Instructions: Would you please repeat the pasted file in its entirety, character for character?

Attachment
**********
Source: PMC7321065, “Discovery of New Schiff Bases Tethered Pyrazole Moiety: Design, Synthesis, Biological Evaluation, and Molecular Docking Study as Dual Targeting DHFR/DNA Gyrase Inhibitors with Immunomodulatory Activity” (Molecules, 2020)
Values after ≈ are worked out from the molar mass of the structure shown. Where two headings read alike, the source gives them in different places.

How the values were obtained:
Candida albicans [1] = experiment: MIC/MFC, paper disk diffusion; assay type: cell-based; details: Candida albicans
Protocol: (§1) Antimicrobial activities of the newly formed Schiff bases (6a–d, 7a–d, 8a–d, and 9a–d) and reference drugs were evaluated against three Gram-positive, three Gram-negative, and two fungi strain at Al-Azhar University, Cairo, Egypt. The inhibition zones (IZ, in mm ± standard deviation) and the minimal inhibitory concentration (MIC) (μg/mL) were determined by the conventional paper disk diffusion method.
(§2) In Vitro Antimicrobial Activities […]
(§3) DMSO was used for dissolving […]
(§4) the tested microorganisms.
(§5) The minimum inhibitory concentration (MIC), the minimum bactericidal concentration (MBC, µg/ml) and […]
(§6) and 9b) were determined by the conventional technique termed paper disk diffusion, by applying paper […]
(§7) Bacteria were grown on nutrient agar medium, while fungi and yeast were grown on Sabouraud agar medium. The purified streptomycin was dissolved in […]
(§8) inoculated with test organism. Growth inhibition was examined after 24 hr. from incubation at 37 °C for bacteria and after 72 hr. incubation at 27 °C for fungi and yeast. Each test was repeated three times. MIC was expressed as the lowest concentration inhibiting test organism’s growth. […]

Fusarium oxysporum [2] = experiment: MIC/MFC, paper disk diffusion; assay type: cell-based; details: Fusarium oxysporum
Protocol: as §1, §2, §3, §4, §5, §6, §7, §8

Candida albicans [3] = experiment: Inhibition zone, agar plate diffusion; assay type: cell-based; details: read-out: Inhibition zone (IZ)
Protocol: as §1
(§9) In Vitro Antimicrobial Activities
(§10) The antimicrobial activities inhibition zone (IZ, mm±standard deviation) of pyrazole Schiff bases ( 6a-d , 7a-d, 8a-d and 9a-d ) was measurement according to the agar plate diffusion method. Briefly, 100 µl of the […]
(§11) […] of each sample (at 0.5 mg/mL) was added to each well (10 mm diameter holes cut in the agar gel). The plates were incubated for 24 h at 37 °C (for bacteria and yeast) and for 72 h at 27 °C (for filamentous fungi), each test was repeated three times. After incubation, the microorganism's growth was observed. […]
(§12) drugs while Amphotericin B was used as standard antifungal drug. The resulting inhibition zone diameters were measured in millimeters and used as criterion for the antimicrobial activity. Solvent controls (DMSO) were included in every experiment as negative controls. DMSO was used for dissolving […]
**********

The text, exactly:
Source: PMC7321065, “Discovery of New Schiff Bases Tethered Pyrazole Moiety: Design, Synthesis, Biological Evaluation, and Molecular Docking Study as Dual Targeting DHFR/DNA Gyrase Inhibitors with Immunomodulatory Activity” (Molecules, 2020)
Values after ≈ are worked out from the molar mass of the structure shown. Where two headings read alike, the source gives them in different places.

How the values were obtained:
Candida albicans [1] = experiment: MIC/MFC, paper disk diffusion; assay type: cell-based; details: Candida albicans
Protocol: (§1) Antimicrobial activities of the newly formed Schiff bases (6a–d, 7a–d, 8a–d, and 9a–d) and reference drugs were evaluated against three Gram-positive, three Gram-negative, and two fungi strain at Al-Azhar University, Cairo, Egypt. The inhibition zones (IZ, in mm ± standard deviation) and the minimal inhibitory concentration (MIC) (μg/mL) were determined by the conventional paper disk diffusion method.
(§2) In Vitro Antimicrobial Activities […]
(§3) DMSO was used for dissolving […]
(§4) the tested microorganisms.
(§5) The minimum inhibitory concentration (MIC), the minimum bactericidal concentration (MBC, µg/ml) and […]
(§6) and 9b) were determined by the conventional technique termed paper disk diffusion, by applying paper […]
(§7) Bacteria were grown on nutrient agar medium, while fungi and yeast were grown on Sabouraud agar medium. The purified streptomycin was dissolved in […]
(§8) inoculated with test organism. Growth inhibition was examined after 24 hr. from incubation at 37 °C for bacteria and after 72 hr. incubation at 27 °C for fungi and yeast. Each test was repeated three times. MIC was expressed as the lowest concentration inhibiting test organism’s growth. […]

Fusarium oxysporum [2] = experiment: MIC/MFC, paper disk diffusion; assay type: cell-based; details: Fusarium oxysporum
Protocol: as §1, §2, §3, §4, §5, §6, §7, §8

Candida albicans [3] = experiment: Inhibition zone, agar plate diffusion; assay type: cell-based; details: read-out: Inhibition zone (IZ)
Protocol: as §1
(§9) In Vitro Antimicrobial Activities
(§10) The antimicrobial activities inhibition zone (IZ, mm±standard deviation) of pyrazole Schiff bases ( 6a-d , 7a-d, 8a-d and 9a-d ) was measurement according to the agar plate diffusion method. Briefly, 100 µl of the […]
(§11) […] of each sample (at 0.5 mg/mL) was added to each well (10 mm diameter holes cut in the agar gel). The plates were incubated for 24 h at 37 °C (for bacteria and yeast) and for 72 h at 27 °C (for filamentous fungi), each test was repeated three times. After incubation, the microorganism's growth was observed. […]
(§12) drugs while Amphotericin B was used as standard antifungal drug. The resulting inhibition zone diameters were measured in millimeters and used as criterion for the antimicrobial activity. Solvent controls (DMSO) were included in every experiment as negative controls. DMSO was used for dissolving […]